Sunday, 31 October 2010

1916 Manuel Ramirez/Santos Hernandez



This guitar came into the workshop a few weeks back and really fired me up. It is a Manuel Ramirez, built in 1916. The Ramirez workshop produced many instruments, some built by Manuel Ramirez himself; the others built wholly or partly by craftsmen employed by Ramirez. Some of the notable Ramirez craftsmen were Modesto Borregero, Domingo Esteso, and Santos Hernandez. It is this last name that creates real excitement as Santos went on to become one of the greatest guitar builders of the first half of the 20th century, and his instruments are still revered by makers and players alike. Manuel Ramirez died at the age of 52 in 1916 and the label shows that this guitar was completed after his death. If you study the picture above, you will notice that the initials S.H. are stamped on the label, showing that this was a guitar from the bench of Santos Hernandez.
The picture above shows the signature of Santos Hernandez on the underside of the soundboard.
Shot through the soundhole, this picture shows some internal workmanship.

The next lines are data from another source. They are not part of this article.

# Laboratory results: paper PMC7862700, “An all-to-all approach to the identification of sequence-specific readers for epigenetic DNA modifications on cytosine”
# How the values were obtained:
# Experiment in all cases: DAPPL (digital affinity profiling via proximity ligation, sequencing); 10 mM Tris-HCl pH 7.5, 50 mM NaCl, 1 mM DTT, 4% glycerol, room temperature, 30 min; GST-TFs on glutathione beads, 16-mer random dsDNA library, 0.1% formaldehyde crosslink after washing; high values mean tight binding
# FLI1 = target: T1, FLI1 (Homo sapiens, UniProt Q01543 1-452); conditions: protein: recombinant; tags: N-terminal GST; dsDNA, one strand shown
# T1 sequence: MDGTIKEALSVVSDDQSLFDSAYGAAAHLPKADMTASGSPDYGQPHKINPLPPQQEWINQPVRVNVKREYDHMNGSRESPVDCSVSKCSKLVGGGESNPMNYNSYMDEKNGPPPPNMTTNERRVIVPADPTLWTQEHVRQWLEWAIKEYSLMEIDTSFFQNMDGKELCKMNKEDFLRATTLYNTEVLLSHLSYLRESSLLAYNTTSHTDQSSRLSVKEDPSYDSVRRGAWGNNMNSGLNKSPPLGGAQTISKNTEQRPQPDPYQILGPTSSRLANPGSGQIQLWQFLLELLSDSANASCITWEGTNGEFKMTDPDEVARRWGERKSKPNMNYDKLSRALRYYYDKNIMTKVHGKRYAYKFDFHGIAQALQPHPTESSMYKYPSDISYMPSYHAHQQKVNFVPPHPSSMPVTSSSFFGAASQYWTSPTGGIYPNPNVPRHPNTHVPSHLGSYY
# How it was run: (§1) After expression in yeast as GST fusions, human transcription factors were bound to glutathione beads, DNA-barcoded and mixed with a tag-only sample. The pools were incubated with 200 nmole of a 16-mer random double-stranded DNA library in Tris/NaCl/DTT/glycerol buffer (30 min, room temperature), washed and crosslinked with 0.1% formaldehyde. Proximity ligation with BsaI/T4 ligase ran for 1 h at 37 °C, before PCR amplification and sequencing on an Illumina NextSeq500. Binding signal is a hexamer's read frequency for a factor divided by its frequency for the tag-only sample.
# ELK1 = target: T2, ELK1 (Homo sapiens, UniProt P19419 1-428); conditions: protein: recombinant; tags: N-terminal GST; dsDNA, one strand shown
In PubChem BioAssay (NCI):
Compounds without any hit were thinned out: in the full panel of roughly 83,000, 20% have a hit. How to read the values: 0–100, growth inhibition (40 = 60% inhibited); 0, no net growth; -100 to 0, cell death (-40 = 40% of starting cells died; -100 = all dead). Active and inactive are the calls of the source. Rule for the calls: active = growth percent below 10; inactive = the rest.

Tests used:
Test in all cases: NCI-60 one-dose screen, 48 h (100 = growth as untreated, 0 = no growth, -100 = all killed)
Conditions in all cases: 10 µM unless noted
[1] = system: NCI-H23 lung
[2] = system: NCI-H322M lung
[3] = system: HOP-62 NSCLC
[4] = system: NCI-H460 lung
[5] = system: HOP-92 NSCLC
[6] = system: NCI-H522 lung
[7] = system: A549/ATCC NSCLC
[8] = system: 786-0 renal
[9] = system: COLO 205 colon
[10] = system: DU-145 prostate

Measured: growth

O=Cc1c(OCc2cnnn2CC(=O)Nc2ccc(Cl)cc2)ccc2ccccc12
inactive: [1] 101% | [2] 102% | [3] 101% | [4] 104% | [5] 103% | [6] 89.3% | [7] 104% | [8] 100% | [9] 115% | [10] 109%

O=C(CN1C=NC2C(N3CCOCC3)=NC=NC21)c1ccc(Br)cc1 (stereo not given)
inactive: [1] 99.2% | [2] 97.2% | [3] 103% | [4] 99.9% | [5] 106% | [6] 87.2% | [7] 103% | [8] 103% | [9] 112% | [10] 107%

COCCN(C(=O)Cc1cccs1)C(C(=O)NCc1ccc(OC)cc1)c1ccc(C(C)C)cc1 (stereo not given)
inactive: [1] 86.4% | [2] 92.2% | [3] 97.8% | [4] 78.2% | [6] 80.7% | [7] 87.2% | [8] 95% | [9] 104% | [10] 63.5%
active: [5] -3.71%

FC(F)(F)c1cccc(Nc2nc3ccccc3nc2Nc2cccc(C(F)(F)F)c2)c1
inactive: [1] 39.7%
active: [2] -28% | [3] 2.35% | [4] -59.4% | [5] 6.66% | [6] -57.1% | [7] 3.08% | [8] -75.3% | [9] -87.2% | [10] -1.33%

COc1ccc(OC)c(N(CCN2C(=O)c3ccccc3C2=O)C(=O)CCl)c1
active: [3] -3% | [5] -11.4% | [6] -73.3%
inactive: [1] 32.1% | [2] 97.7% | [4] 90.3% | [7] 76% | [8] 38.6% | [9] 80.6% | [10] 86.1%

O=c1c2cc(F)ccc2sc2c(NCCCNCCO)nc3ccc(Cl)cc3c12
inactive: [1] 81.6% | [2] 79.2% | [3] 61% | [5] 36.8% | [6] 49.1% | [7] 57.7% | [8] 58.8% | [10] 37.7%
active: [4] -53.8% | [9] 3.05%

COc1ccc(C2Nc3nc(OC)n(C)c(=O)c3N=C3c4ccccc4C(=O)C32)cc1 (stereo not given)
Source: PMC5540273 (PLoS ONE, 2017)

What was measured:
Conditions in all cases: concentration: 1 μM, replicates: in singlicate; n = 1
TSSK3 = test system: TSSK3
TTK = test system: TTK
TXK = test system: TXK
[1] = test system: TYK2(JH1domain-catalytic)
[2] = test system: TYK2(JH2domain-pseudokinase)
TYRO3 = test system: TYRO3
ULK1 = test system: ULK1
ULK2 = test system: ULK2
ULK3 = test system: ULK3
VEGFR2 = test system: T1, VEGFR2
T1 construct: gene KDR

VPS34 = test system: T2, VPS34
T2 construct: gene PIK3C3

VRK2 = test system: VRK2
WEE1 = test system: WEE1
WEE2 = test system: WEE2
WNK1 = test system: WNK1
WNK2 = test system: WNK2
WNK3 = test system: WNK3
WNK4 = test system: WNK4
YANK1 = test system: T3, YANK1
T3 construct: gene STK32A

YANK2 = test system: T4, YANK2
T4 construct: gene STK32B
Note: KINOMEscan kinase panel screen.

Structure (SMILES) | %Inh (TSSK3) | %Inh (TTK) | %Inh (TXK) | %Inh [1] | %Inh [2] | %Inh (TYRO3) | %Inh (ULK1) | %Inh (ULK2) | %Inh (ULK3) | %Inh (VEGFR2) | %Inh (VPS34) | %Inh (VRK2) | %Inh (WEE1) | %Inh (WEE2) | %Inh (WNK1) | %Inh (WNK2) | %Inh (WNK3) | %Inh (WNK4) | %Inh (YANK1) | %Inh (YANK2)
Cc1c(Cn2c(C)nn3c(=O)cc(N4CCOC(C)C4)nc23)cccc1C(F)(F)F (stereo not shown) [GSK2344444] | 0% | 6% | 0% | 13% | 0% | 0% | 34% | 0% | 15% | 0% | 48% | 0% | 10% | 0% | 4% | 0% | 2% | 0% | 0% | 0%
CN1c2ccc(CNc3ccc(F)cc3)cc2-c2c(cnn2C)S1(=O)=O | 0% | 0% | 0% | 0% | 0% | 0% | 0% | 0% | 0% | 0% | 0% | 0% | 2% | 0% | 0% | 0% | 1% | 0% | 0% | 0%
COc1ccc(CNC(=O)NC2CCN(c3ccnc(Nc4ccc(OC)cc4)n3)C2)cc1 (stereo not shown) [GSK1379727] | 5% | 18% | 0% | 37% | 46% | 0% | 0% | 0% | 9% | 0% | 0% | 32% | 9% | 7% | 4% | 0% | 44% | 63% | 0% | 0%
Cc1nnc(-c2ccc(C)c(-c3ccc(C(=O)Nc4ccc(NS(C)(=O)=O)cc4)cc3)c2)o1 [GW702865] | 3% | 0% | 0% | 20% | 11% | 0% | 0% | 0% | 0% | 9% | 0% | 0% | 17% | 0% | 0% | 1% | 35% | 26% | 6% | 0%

This picture of the inside of the guitar shows some rather heavy handed repair work. Glue soaked material has been used to support some of the splits in the soundboard.
Andres Segovias first great guitar was a Manuel Ramirez guitar from 1912, that was built by Santos Hernandez. It was a source of great frustration to Santos that Segovia refused to acknowledge that this fine guitar was built by him.
The back and ribs of this guitar are made of Spanish cypress, a wood almost exclusively used for flamenco guitars, although I for one would be very happy to use it for classical guitars. This guitar is definitely a flamenco and has what Stefano Grondona has described as an 'explosive vitality'.
Although showing signs of age and considerable professional use, this guitar is in good, and largely original condition. When you look closely at the workmanship you can see that it is fine indeed. The simple but effective rosette illustrates the crisp and accurate work.

I was delighted to see this headstock as by chance I had used this design for the first time a few weeks before. I was copying a Hauser 1 headstock for a guitar I am building. Herman Hauser saw Segovia's Ramirez/Hernandez and occasionally adopted this design, although he is usually associated with the 3 lobed design of Torres.
The hole in the center of the headstock is for a cord or ribbon that can be used to hang the guitar on the wall.
This repair label shows that the guitar was repaired in the Jose Ramirez workshop in 1929. The picture below shows the label on the original case.





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